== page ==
It is my 3rd day back diving in Subic Bay and I find myself floating though the El Capitan wreck, watching the sunlight streaming into the internal spaces we fin though. Marine life grows and moves everywhere on and in this man-made structure, transforming it from a lost machine of the surface world to a vibrant part of the underwater community. “I am in Church” my internal dialog speaks clearly to me. “Blasphemy”, a more traditional turn of my mind replies.
My mother was an extremely religious person raised in the catholic faith, with two aunts who were Nuns, she briefly pursued a life in the convent before deciding she wanted marriage and a family. As a kid, church was our Sunday routine, and in the summer the warm breezes and bright sunshine through the open stain-glass windows challenged our behavior and chaffed at our patients throughout the mass. The salt air and sunshine called to us to be where we knew we truly belonged, splashing in the shallows of the tidal creek, or exploring the depth and opportunities the high tide brought us along the shoreline. We streamed out of church, positioned after communion as close as possible to the side exit doors, and then raced home to strip off our good clothes in exchange for sun faded, mud stained swimming shorts.
My mother always made sure we went to church on Sunday, even when it meant walking us past the adult theaters and burlesque houses of New Orleans famed Bourbon street when we traveled there. On that occasion we arrived at an impressive Cathedral, but at the wrong time for mass. I always remember the tall busty women with the unbuttoned blouse and ample cleavage who stepped out of a bar and walked past us in the opposite direction on our way home. My father mustered his best concerned parent voice and said, “that poor women is going to get a chest cold.” Good one, Dad. It was also one of the times Mom made the point of telling us you could pray anywhere, that you didn’t have to be in church, and on those rare (very) occasions we could not make it to mass, or find a church while traveling, it was our prayers and reflection, and not the venue, that was important.
In my adult years I have rarely made church, but always remembered Mom’s guidance regarding pray outside of regular Sunday service. My mother also had a wonderful way of reconciling whatever scientific discoveries may have come along that conflicted with previously held religious beliefs. Thanks to a science teacher somewhere long ago in her catholic education, my mother had a simple remedy for the things that didn’t quite fit. “Science” she had been told, and took to heart, “reveals the Omnipotence of God”. Basically, if something new is discovered, even if it seems to conflict, it was/is just part of a bigger picture we are still unable to fully see. Like a tremendous jigsaw puzzle, the more we know, the more is revealed, and we have faith in the guy who put the picture on the box that we will eventually be able to grasp the true magnificence hidden in all those confusing pieces. For myself this has come to mean, Muslim, Jewish, Wiccan, Buddhist, Atheist, whatever you believe, we will never know which of us are right and which of us are wrong, if any are, within our lifetime. None of us can see the whole picture, and no benevolent superior being would ever condemn a good and decent person who happened to be raised in the wrong belief system, practiced the wrong rituals, or prayed in the wrong building. As Mom would tell you, you can pray anywhere.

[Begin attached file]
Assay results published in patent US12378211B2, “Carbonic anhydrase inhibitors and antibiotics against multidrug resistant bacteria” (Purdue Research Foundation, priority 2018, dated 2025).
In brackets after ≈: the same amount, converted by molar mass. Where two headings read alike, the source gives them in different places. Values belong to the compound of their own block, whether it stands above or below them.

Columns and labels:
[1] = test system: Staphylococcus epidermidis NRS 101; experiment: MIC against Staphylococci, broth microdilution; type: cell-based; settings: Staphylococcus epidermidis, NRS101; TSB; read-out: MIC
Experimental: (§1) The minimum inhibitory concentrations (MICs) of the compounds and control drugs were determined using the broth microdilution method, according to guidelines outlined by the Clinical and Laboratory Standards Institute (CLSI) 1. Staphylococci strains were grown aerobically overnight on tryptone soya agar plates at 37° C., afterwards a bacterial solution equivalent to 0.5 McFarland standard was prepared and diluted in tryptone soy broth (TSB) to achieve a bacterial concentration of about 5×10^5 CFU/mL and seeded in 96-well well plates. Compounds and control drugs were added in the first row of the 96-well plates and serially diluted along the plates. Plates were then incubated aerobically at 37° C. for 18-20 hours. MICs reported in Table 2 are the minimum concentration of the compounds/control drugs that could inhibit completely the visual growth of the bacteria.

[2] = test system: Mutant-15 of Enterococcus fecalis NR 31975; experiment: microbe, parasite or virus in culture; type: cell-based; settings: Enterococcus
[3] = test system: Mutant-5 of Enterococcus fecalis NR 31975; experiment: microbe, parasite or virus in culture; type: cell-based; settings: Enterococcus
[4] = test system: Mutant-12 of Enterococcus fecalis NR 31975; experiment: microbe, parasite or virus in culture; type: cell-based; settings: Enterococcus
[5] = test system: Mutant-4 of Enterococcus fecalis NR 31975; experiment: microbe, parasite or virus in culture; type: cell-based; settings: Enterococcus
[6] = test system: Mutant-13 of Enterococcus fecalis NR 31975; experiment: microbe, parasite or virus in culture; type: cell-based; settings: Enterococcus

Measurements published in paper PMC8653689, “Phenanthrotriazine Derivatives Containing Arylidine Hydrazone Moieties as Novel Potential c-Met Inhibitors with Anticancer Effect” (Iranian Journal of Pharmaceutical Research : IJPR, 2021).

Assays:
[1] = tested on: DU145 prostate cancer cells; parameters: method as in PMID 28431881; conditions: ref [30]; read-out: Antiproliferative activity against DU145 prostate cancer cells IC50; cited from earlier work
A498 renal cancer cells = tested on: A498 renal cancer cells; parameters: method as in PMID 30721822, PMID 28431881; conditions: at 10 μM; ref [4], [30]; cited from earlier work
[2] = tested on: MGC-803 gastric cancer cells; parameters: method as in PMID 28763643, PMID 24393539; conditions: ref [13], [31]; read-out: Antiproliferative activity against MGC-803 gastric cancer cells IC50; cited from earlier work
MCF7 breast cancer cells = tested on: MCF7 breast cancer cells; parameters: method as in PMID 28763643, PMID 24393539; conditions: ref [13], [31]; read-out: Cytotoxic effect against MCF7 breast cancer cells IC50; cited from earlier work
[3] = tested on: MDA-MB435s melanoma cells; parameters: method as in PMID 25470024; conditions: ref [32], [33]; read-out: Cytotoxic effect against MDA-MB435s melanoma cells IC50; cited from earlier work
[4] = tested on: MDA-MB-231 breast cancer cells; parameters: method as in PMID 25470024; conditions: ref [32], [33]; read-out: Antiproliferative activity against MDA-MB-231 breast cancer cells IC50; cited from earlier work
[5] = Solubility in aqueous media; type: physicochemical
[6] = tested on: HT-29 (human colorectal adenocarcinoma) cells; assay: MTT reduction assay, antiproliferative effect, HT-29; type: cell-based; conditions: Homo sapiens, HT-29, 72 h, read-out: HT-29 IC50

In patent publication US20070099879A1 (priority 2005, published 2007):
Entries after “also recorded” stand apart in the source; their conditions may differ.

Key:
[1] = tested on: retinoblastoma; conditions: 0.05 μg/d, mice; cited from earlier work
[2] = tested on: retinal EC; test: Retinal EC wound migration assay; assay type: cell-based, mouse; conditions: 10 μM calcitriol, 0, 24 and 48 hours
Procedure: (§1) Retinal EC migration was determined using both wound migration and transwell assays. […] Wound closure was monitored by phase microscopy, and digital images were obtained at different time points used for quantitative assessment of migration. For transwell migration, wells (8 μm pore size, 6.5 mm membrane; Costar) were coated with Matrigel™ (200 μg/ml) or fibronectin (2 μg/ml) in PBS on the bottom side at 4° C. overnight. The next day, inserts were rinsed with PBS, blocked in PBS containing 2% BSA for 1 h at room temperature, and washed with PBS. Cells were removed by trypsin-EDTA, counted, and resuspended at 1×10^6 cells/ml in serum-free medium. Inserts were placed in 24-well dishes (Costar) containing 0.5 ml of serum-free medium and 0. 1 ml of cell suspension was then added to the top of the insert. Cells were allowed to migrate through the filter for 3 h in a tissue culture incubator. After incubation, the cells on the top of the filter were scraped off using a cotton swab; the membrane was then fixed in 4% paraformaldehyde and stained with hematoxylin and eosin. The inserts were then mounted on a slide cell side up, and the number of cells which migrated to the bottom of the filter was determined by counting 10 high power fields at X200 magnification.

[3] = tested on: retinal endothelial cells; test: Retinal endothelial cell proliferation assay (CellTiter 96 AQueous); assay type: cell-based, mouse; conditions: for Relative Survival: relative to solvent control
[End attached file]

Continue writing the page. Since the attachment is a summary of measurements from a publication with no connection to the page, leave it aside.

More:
Most religion have at their core the same basic ideas, be good to each other, help the next guy out, keep a good thought in your head for your neighbor, and if possible, try to leave the world a little bit better place than you found it. (To me, this also includes the hope people will realize the value of the oceans and leave them for the next generation to look at with awe and wonder, and not just a convenient place to dump trash).
I am thinking all these thoughts as I am floating around my church of the day, the wreck of the El Capitan. Now home to an abundance of marine life, and redecorated in nature’s own splendor. As breath-taking as any cathedral on land, I offer prayers of amazement for all I see around me. The El Capitan was a product of industry brought into the service of mankind by the skilled hands and ingenuity of shipbuilders, crippled by a Japanese torpedo, and dispatched to the bottom of Subic Bay by the fury of nature in the form of a typhoon. This is my church for this day, with sunlight streaming through the portholes and cargo holds, more spectacular than any stain-glass in any house of worship onshore. I am humbled and inspired, and I reflect on the hard work and diligence that went into fabricating the original hull, as well as the pride and affection of the crews that sailed her during her service above the water.
We divers and fish now share these spaces, ramble and explore nature’s work in progress. This church spawns profound thoughts as I float along inside. There are not many places in life I am happier than here underwater, in a church created by the ocean out of what was once just another cog of industry. I remember my mothers words, I am thankful of my opportunity to enter such a glorious place, and to be so inspired by the beauty that is around me.